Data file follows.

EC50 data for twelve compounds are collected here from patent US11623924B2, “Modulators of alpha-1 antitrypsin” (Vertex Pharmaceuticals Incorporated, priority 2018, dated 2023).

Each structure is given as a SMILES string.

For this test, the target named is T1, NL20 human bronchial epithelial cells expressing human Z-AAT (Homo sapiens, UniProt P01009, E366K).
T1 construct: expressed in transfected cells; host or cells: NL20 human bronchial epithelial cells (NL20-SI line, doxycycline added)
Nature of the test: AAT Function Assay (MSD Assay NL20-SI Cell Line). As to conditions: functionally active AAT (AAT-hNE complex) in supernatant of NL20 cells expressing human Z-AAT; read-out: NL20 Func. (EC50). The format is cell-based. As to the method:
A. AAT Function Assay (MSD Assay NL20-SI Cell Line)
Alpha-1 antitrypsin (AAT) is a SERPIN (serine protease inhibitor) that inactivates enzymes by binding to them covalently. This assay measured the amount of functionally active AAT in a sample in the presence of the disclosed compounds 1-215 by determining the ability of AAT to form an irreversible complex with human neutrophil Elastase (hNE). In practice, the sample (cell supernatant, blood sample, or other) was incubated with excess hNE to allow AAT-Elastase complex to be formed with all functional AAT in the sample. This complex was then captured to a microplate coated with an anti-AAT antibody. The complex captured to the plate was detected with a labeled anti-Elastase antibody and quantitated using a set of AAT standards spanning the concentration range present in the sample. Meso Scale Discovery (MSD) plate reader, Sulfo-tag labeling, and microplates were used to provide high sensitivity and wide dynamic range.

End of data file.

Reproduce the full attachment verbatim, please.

EC50 data for twelve compounds are collected here from patent US11623924B2, “Modulators of alpha-1 antitrypsin” (Vertex Pharmaceuticals Incorporated, priority 2018, dated 2023).

Each structure is given as a SMILES string.

For this test, the target named is T1, NL20 human bronchial epithelial cells expressing human Z-AAT (Homo sapiens, UniProt P01009, E366K).
T1 construct: expressed in transfected cells; host or cells: NL20 human bronchial epithelial cells (NL20-SI line, doxycycline added)
Nature of the test: AAT Function Assay (MSD Assay NL20-SI Cell Line). As to conditions: functionally active AAT (AAT-hNE complex) in supernatant of NL20 cells expressing human Z-AAT; read-out: NL20 Func. (EC50). The format is cell-based. As to the method:
A. AAT Function Assay (MSD Assay NL20-SI Cell Line)
Alpha-1 antitrypsin (AAT) is a SERPIN (serine protease inhibitor) that inactivates enzymes by binding to them covalently. This assay measured the amount of functionally active AAT in a sample in the presence of the disclosed compounds 1-215 by determining the ability of AAT to form an irreversible complex with human neutrophil Elastase (hNE). In practice, the sample (cell supernatant, blood sample, or other) was incubated with excess hNE to allow AAT-Elastase complex to be formed with all functional AAT in the sample. This complex was then captured to a microplate coated with an anti-AAT antibody. The complex captured to the plate was detected with a labeled anti-Elastase antibody and quantitated using a set of AAT standards spanning the concentration range present in the sample. Meso Scale Discovery (MSD) plate reader, Sulfo-tag labeling, and microplates were used to provide high sensitivity and wide dynamic range.